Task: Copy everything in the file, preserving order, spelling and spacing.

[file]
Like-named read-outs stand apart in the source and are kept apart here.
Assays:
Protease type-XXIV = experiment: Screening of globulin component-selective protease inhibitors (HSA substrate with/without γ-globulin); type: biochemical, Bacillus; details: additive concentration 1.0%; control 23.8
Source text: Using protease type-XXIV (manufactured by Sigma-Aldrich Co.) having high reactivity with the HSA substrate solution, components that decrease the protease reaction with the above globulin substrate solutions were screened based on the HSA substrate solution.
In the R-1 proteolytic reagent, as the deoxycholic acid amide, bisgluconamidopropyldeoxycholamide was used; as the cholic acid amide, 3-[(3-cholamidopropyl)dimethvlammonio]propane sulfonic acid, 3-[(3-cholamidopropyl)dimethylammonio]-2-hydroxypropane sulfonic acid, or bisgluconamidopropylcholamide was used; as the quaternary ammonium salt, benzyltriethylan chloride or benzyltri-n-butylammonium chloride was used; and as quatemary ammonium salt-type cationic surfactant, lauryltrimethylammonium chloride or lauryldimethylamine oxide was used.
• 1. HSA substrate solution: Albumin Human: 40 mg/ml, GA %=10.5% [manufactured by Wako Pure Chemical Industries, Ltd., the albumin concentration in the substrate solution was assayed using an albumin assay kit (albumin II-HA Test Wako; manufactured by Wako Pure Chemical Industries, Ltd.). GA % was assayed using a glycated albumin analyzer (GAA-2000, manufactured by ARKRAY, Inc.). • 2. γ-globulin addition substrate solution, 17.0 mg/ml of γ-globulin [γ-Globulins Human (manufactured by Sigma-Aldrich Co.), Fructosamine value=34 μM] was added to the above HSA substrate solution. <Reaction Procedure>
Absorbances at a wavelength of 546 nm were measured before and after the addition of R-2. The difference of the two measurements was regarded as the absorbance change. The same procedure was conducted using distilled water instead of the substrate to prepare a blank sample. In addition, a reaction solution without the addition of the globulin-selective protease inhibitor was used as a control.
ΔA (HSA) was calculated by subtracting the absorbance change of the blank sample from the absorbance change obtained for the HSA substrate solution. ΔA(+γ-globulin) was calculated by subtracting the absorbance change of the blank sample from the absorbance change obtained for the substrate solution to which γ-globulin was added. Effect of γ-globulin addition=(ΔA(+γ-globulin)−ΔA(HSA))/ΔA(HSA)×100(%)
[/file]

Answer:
Like-named read-outs stand apart in the source and are kept apart here.
Assays:
Protease type-XXIV = experiment: Screening of globulin component-selective protease inhibitors (HSA substrate with/without γ-globulin); type: biochemical, Bacillus; details: additive concentration 1.0%; control 23.8
Source text: Using protease type-XXIV (manufactured by Sigma-Aldrich Co.) having high reactivity with the HSA substrate solution, components that decrease the protease reaction with the above globulin substrate solutions were screened based on the HSA substrate solution.
In the R-1 proteolytic reagent, as the deoxycholic acid amide, bisgluconamidopropyldeoxycholamide was used; as the cholic acid amide, 3-[(3-cholamidopropyl)dimethvlammonio]propane sulfonic acid, 3-[(3-cholamidopropyl)dimethylammonio]-2-hydroxypropane sulfonic acid, or bisgluconamidopropylcholamide was used; as the quaternary ammonium salt, benzyltriethylan chloride or benzyltri-n-butylammonium chloride was used; and as quatemary ammonium salt-type cationic surfactant, lauryltrimethylammonium chloride or lauryldimethylamine oxide was used.
• 1. HSA substrate solution: Albumin Human: 40 mg/ml, GA %=10.5% [manufactured by Wako Pure Chemical Industries, Ltd., the albumin concentration in the substrate solution was assayed using an albumin assay kit (albumin II-HA Test Wako; manufactured by Wako Pure Chemical Industries, Ltd.). GA % was assayed using a glycated albumin analyzer (GAA-2000, manufactured by ARKRAY, Inc.). • 2. γ-globulin addition substrate solution, 17.0 mg/ml of γ-globulin [γ-Globulins Human (manufactured by Sigma-Aldrich Co.), Fructosamine value=34 μM] was added to the above HSA substrate solution. <Reaction Procedure>
Absorbances at a wavelength of 546 nm were measured before and after the addition of R-2. The difference of the two measurements was regarded as the absorbance change. The same procedure was conducted using distilled water instead of the substrate to prepare a blank sample. In addition, a reaction solution without the addition of the globulin-selective protease inhibitor was used as a control.
ΔA (HSA) was calculated by subtracting the absorbance change of the blank sample from the absorbance change obtained for the HSA substrate solution. ΔA(+γ-globulin) was calculated by subtracting the absorbance change of the blank sample from the absorbance change obtained for the substrate solution to which γ-globulin was added. Effect of γ-globulin addition=(ΔA(+γ-globulin)−ΔA(HSA))/ΔA(HSA)×100(%)